- Chemistry. a substance that causes or accelerates a chemical reaction without itself being affected.
- something that causes activity between two or more persons or forces without itself being affected.
- a person or thing that precipitates an event or change: His imprisonment by the government served as the catalyst that helped transform social unrest into revolution.
- a person whose talk, enthusiasm, or energy causes others to be more friendly, enthusiastic, or energetic.
Origin of catalyst
Examples from the Web for catalyst
But the copper performs another important function: working as a catalyst in the distillation process.When It Comes to Great Whisky, The Size of Your Still Matters
December 9, 2014
Brunch is a catalyst, brunch is the enforcer of different-rules-for-the-weekend.Don’t Diss the Beauty of Brunch: Defending Our Favorite Meal
October 15, 2014
We are proud that our film could be a catalyst for even a small change in the ways these boys are treated in China.China Doesn't Want You to See the Internet Addiction Film 'Web Junkie'
Shosh Shlam and Hilla Medalia
August 9, 2014
And that question is the catalyst for all the ambiguity throughout the film.How ‘Transcendence’ Director Wally Pfister Became Christopher Nolan’s Secret Weapon
April 17, 2014
The senator's 13-hour filibuster of the confirmation of John Brennan to be CIA director last March was the catalyst.Rand Paul’s Audacity of Nope: Suing Obama Over Domestic Surveillance
January 6, 2014
You'll be pleasantly surprised at how this approach will act as a catalyst.A Practical Guide to Self-Hypnosis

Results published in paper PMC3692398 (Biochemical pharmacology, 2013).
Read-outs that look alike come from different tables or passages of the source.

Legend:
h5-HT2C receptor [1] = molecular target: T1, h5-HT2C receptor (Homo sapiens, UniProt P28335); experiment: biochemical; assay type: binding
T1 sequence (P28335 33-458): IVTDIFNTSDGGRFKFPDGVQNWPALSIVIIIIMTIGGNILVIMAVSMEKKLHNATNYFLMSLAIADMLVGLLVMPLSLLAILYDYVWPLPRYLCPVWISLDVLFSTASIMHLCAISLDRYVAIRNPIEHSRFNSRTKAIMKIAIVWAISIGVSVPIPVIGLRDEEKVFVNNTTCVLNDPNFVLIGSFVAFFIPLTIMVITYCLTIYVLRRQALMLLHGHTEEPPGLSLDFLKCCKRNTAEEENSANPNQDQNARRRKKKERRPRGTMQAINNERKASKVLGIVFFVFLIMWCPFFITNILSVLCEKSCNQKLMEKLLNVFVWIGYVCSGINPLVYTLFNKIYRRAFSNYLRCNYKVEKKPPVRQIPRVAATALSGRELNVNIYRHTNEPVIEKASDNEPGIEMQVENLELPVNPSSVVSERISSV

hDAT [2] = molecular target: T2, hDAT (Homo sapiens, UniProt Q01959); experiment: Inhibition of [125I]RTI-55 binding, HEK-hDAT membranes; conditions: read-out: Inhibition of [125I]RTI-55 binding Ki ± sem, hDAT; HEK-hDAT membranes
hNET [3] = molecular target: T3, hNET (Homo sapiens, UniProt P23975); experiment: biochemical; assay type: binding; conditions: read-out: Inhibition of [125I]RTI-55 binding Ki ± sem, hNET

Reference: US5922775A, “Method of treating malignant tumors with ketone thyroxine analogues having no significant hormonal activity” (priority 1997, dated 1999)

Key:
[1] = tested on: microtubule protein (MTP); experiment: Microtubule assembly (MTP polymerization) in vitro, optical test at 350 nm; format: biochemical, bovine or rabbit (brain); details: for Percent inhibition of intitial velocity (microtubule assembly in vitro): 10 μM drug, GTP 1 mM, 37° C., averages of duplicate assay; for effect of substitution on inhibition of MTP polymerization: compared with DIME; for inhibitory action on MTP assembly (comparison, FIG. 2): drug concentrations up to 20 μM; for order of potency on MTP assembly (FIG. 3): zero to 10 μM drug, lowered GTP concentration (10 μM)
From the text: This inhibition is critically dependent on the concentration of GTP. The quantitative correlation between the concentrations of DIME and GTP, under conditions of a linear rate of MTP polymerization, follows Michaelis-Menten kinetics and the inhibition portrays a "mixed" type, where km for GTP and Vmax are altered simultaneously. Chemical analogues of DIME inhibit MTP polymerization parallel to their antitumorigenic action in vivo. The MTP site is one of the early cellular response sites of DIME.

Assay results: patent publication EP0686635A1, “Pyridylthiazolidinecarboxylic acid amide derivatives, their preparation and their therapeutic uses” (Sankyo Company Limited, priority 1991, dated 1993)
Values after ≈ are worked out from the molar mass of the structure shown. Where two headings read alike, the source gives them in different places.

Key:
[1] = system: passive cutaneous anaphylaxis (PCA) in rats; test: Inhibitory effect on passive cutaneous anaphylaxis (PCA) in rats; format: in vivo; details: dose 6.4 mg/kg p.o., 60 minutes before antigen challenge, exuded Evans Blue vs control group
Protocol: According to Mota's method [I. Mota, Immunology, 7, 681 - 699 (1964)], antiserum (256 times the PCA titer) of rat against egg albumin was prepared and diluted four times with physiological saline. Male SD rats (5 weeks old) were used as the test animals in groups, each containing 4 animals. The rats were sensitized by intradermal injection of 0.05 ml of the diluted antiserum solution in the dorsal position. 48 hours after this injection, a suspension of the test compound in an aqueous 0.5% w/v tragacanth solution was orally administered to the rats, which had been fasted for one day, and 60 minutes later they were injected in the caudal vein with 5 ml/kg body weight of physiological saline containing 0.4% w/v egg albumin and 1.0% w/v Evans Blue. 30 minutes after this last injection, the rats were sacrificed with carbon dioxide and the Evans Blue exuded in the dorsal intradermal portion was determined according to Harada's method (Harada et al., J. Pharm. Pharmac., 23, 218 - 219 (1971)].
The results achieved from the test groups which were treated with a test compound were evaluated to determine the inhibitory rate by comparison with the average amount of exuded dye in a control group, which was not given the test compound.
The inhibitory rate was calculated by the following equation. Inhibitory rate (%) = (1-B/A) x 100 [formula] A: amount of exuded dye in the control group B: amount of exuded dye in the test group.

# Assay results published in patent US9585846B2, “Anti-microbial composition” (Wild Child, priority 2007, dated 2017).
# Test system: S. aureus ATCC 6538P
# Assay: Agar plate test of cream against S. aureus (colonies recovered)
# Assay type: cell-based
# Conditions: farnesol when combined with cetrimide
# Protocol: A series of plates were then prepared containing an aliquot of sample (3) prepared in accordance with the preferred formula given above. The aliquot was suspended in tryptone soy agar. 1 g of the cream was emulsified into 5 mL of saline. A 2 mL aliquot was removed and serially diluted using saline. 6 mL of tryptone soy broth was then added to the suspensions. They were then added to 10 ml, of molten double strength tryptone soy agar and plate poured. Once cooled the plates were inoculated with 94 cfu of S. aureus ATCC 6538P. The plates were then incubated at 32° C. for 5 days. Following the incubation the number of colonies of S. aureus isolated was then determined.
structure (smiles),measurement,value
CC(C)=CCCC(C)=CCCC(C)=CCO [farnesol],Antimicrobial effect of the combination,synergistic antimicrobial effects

I come back soon and gif you the catalyst for that last reaction.Beyond the Vanishing Point
Raymond King Cummings
You do not know where we secure the catalyst your people seek.The Colors of Space
Marion Zimmer Bradley
A catalyst failed briefly in its task, then resumed, but the damage had been done.The Short Life
This simple act may have been the catalyst which gave Burl the solution to the problem.The Forgotten Planet
- a substance that increases the rate of a chemical reaction without itself suffering any permanent chemical changeCompare inhibitor (def. 2)
- a person or thing that causes a change
Word Origin and History for catalyst
"substance which speeds a chemical reaction but itself remains unchanged," 1902, formed in English (on analogy of analyst) from catalysis. Figurative use by 1943.
- A substance, usually used in small amounts relative to the reactants, that modifies and increases the rate of a reaction without being consumed in the process.
- A substance that starts or speeds up a chemical reaction while undergoing no permanent change itself. The enzymes in saliva, for example, are catalysts in digestion.